United States: Understanding The Evolving Legal And Regulatory Landscape For Consumer Marketplace Lending

Last Updated: September 28 2015
Article by Jonathan L. Pompan and Andrew E. Bigart

As online consumer marketplace and peer-to-peer lending (Marketplace Lending) continues to grow into the mainstream, Marketplace Lending platform operators (Operators), lenders, and their service providers will come under greater scrutiny from federal and state regulators and policymakers. This pressure will likely increase as small dollar lenders, banks, credit unions, and institutional investors shift from traditional lending to Marketplace Lending in search of new markets and the potential for higher (or safer) returns. And, as is usually the case, additional scrutiny will lead to questions of whether there are adequate consumer protections for Marketplace Lending.

This article summarizes the complex and evolving regulatory framework for Marketplace Lending and provides suggested best practices for mitigating potential risk. In particular, we see three broad trends that will drive operational and regulatory risk for the industry moving forward:

  1. Increased operational costs driven by regulatory pressure;
  2. Increased regulatory and examination risks, most likely pushed by the Consumer Financial Protection Bureau (CFPB) and Securities and Exchange Commission (SEC); and
  3. Increased emphasis on compliance with consumer protection laws and regulations, in particular the need to implement an effective, efficient compliance management system (CMS).


We address these challenges below, along with suggestions for how Operators, lenders, and others in the industry can minimize potential regulatory risk and set up their businesses for long-term success.

What is Marketplace Lending?

With origins in crowdfunding, Marketplace Lending involves the use of online and other financial technology (FinTech) to allow direct lending between individuals (e.g., peers) in the consumer lending marketplaces. A traditional Marketplace Lending Operator, for example, manages an online platform that connects consumers seeking to obtain loans with other consumers interested in lending their own money to borrowers. The Operator does not lend its own funds; rather, the Operator makes money by charging fees and interest for each loan originated through the platform. In recent years, Operators have begun to expand operations by partnering with banks and institutional investors to fund lending platforms. A hedge or private equity fund, for example, might fund loans through a platform or purchase loans that have been bundled and securitized.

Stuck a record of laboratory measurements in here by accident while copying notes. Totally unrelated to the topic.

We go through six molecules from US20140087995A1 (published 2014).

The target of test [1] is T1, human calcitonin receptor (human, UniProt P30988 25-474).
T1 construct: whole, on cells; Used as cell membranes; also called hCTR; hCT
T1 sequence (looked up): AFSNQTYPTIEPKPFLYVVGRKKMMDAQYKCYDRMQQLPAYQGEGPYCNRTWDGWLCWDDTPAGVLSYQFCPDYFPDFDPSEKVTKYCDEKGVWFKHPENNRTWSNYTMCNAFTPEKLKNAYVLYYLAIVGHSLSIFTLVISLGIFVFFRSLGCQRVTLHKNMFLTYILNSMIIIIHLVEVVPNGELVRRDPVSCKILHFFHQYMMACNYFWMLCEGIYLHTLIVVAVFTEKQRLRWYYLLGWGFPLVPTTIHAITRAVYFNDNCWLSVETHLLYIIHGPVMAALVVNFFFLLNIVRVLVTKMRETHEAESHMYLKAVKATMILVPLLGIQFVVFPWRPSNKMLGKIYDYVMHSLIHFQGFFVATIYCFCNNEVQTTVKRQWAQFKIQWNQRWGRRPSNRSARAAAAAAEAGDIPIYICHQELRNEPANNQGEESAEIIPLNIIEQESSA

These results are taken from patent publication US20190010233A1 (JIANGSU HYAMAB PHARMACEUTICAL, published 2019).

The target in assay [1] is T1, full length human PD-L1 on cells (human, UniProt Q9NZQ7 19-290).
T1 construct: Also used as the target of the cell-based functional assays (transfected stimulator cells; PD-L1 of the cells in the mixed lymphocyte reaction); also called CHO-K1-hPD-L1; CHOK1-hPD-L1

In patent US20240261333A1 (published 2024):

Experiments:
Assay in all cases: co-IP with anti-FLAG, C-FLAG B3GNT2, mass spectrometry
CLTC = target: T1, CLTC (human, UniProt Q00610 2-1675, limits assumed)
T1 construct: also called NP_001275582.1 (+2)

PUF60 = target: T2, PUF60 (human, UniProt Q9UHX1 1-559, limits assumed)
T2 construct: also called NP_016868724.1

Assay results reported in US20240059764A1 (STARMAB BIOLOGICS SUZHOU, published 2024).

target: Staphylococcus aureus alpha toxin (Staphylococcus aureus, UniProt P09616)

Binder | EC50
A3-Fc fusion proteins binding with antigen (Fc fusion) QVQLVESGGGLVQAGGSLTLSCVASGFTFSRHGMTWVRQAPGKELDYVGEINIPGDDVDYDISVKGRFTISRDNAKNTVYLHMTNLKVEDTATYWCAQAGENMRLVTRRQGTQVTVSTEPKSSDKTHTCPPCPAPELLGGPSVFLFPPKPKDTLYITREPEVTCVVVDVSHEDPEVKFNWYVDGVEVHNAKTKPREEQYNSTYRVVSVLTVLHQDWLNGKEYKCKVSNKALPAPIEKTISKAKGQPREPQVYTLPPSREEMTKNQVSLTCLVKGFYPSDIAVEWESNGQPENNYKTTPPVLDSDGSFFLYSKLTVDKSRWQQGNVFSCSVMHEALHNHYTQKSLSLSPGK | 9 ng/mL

Although Marketplace Lending has received considerable attention in recent years as a disruptive force, the business model, at a basic level, involves many of the same steps as traditional lending – the marketing, underwriting, closing, servicing, securitization (in some cases), and collection of loans (if defaulted). All of these activities, as outlined below, have traditionally been subject to significant state and federal regulation and oversight. The fact that these activities take place through a different mechanism may not always protect Operators, lenders, and their service providers from federal and state regulatory scrutiny.

What Federal and State Laws and Regulations Govern Consumer Marketplace Lending?

Marketplace Lending—like other forms of lending—is subject to a host of federal and state consumer protection laws and regulations. So much so, in fact, that the Dodd-Frank Wall Street Reform and Consumer Protection Act of 2010 (Dodd-Frank) directed the U.S. Government Accounting Office (GAO) to issue a report exploring potential future approaches for regulating Marketplace Lending. The GAO report, issued in 2011, identified two approaches: The first, an SEC-centered approach, would focus on protecting investors in connection with the purchase of federally regulated securities. The second, a CFPB-centered approach, would place the CFPB in charge of regulating Marketplace Lending loans as "consumer financial products."

Although the GAO did not recommend a particular approach, the CFPB is well positioned to take the lead in supervising and regulating Marketplace Lending. The CFPB, after all, has broad supervisory and examination, rulemaking, and enforcement authority over traditional lenders and a broad consumer protection mandate. Until a lead regulator emerges, however, the Marketplace Lending industry must be cognizant of the overlapping roles of the various federal (and even state) regulators. These regulators include, among others:

  • Consumer Financial Protection Bureau. The CFPB is an independent federal agency responsible for enforcing "Federal consumer financial law," including Dodd-Frank's prohibition on unfair, deceptive, or abusive acts or practices (UDAAP) in consumer financial products and services. The CFPB's supervisory and enforcement authority extends to certain banks and nonbank entities that offer or provide financial products or services, including any "larger participants" in markets for consumer financial products and services that the CFPB defines by rule.
  • Federal Trade Commission (FTC). The FTC is responsible for enforcing many federal consumer protection laws. In addition, the FTC investigates nonbank financial services providers that may be engaged in unfair or deceptive acts or practices. The FTC, for example, recently brought an enforcement action against an individual who engaged in deceptive acts and practices in raising funds for a crowdfunding campaign.
  • Banking Regulators. Depository institutions are subject to comprehensive federal regulation and examination to ensure their safety and soundness. These regulators include the Office of the Comptroller of the Currency; Board of Governors of the Federal Reserve System; Federal Deposit Insurance Corporation; National Credit Union Administration; and the Office of Thrift Supervision for federal thrifts.